The quality of drinking water in Europe improves
Between 2011 and 2013 the quality of drinking water supplied by large drinking water utilities reached 99 % in nearly all European Member States. According to the evaluation report ‘Quality of drinking water in the Union’ the European Commission published on the 20th of October 2016 the drinking water quality in Europe improved between 2011 and 2013.
Drinking water suppliers in Europe have to comply to microbiological and chemical parameters to ensure consumption is safe. The Drinking Water Directive obliges large water suppliers who provide more than 1,000 m³ drinking water per day or serve more than 5,000 persons to report on the quality of their product. The DWD requires that drinking water must be free of any microorganisms, parasite or substances that could potentially endanger human health. Member States have to comply to standards for the most common potentially harmful organisms and substances that can be found in drinking water.
In the new report the chemical parameters arsenic shows, in contrast to nearly all other parameters, the lowest compliance rate with 98.83 %. This is mainly caused by catchment characteristics and is due to geological background concentration that can be found in Hungary or Italy. The most exceedances during 2011-2013 were reported for coliform bacteria, followed by Iron, total organic carbon and ammonium.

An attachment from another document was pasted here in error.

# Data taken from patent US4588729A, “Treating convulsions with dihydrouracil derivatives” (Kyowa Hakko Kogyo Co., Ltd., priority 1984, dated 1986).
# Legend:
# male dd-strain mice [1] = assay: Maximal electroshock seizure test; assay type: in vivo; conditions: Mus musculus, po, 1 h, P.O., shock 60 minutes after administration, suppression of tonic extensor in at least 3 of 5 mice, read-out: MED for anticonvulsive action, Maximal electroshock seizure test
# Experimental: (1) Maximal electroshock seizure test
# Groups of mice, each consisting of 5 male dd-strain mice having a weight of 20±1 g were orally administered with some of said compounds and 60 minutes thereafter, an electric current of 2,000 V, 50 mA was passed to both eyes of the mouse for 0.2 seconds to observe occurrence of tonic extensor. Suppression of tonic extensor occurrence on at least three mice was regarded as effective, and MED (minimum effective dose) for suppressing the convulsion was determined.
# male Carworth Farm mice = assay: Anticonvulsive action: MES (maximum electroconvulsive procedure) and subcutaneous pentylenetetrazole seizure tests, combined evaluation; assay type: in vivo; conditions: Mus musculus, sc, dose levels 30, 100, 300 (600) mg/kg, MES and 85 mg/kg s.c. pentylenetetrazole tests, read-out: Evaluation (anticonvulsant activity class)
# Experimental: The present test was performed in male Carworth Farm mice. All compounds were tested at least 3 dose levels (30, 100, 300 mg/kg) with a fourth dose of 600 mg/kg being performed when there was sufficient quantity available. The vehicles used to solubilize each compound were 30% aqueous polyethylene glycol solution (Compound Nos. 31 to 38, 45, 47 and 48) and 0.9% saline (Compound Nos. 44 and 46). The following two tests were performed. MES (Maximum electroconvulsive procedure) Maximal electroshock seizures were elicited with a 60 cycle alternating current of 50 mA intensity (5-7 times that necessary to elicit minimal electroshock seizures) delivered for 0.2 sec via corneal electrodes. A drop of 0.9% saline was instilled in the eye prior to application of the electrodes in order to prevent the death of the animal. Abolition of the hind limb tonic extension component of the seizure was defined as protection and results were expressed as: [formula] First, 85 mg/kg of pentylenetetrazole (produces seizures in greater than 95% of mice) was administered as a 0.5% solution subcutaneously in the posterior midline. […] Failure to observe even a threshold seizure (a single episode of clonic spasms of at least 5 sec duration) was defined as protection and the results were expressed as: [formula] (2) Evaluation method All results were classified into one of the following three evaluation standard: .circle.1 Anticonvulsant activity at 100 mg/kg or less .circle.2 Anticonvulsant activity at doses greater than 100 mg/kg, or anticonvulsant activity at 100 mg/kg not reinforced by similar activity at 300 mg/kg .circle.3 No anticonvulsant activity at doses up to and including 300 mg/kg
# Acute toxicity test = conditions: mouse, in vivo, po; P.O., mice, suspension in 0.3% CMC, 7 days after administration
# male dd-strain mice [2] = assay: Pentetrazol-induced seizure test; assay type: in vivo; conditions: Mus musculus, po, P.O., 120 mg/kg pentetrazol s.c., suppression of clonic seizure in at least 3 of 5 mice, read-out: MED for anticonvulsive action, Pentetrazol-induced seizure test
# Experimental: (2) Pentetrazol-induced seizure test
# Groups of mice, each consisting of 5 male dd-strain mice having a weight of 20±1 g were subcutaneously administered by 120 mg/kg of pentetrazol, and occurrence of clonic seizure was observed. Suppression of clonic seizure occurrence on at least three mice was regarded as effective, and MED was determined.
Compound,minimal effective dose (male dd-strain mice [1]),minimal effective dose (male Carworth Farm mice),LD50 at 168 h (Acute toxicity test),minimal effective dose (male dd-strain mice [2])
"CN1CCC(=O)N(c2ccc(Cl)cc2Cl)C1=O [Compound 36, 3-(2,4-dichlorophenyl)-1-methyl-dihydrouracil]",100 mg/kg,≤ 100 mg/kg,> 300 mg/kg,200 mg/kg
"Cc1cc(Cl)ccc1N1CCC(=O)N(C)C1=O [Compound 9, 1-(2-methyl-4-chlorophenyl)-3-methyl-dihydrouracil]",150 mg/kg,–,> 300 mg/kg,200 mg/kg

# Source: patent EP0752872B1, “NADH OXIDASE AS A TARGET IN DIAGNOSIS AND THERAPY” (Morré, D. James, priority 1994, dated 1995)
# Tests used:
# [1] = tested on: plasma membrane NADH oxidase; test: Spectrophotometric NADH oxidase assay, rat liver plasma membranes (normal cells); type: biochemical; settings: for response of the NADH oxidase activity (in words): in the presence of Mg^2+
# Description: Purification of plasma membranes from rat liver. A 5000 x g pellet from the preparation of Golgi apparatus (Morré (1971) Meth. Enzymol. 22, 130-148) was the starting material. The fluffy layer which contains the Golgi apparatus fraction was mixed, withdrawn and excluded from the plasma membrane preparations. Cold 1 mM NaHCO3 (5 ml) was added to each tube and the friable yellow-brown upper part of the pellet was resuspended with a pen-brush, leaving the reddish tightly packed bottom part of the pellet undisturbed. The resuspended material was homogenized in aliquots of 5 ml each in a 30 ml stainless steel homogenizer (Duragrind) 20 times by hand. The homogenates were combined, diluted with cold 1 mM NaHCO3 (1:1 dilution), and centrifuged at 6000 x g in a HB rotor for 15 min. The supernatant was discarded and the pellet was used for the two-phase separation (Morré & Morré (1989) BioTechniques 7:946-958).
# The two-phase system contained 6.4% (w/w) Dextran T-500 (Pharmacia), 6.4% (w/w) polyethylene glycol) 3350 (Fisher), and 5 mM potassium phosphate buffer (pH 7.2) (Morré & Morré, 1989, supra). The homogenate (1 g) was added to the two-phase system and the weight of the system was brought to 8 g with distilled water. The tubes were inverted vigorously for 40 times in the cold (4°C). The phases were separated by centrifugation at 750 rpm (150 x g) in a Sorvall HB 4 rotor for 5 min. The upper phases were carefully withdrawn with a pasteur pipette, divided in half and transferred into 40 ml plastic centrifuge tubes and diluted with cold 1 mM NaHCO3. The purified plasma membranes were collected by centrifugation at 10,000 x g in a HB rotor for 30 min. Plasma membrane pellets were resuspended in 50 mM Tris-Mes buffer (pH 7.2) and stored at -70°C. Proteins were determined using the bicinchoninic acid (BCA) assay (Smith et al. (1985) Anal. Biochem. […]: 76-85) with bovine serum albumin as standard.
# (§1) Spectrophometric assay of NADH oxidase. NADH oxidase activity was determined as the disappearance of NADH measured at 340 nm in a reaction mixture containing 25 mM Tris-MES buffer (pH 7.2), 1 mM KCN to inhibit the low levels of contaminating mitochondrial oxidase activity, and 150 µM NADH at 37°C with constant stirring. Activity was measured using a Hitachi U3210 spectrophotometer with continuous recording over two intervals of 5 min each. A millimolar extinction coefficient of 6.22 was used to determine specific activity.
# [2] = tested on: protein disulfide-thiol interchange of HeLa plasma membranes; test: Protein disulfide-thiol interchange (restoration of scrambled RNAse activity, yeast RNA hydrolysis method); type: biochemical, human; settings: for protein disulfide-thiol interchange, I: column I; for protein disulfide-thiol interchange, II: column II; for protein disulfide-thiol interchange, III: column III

The report also includes indicator parameters. These parameters are not considered as harmful, but they have indirect relevance to the quality of water. They serve to indicate that something has changed in the source water, the treatment or the distribution of the water. When an exceedance in this group of parameters is observed, the situation needs to be further investigated and to be adjusted. For indicator parameters, Malta reported a rather low mean compliance rate of 90.1 % because of very low compliance rates on chloride.